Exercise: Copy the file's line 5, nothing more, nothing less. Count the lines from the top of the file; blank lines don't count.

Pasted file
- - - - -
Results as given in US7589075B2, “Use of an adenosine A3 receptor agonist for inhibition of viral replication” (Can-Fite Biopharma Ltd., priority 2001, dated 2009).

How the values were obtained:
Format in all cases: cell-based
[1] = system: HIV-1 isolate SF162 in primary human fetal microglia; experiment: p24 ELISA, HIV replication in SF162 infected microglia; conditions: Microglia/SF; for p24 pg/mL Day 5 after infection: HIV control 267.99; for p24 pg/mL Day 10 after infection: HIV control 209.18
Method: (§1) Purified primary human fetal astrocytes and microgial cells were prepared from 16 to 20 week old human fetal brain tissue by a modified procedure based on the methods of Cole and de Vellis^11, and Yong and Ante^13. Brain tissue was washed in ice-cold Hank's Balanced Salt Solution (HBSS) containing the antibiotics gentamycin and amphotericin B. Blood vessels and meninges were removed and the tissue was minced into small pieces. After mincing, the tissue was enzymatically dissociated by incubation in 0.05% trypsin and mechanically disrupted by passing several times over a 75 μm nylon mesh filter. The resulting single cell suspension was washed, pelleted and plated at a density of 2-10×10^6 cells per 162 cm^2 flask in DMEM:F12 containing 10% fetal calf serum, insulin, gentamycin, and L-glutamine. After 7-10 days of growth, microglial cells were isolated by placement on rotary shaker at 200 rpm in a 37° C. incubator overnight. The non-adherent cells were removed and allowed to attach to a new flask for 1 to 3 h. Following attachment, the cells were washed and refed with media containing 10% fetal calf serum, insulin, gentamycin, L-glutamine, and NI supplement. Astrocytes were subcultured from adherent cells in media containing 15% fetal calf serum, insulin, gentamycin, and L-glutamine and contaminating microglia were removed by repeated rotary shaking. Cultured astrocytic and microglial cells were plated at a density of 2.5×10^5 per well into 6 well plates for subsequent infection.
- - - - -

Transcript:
Method: (§1) Purified primary human fetal astrocytes and microgial cells were prepared from 16 to 20 week old human fetal brain tissue by a modified procedure based on the methods of Cole and de Vellis^11, and Yong and Ante^13. Brain tissue was washed in ice-cold Hank's Balanced Salt Solution (HBSS) containing the antibiotics gentamycin and amphotericin B. Blood vessels and meninges were removed and the tissue was minced into small pieces. After mincing, the tissue was enzymatically dissociated by incubation in 0.05% trypsin and mechanically disrupted by passing several times over a 75 μm nylon mesh filter. The resulting single cell suspension was washed, pelleted and plated at a density of 2-10×10^6 cells per 162 cm^2 flask in DMEM:F12 containing 10% fetal calf serum, insulin, gentamycin, and L-glutamine. After 7-10 days of growth, microglial cells were isolated by placement on rotary shaker at 200 rpm in a 37° C. incubator overnight. The non-adherent cells were removed and allowed to attach to a new flask for 1 to 3 h. Following attachment, the cells were washed and refed with media containing 10% fetal calf serum, insulin, gentamycin, L-glutamine, and NI supplement. Astrocytes were subcultured from adherent cells in media containing 15% fetal calf serum, insulin, gentamycin, and L-glutamine and contaminating microglia were removed by repeated rotary shaking. Cultured astrocytic and microglial cells were plated at a density of 2.5×10^5 per well into 6 well plates for subsequent infection.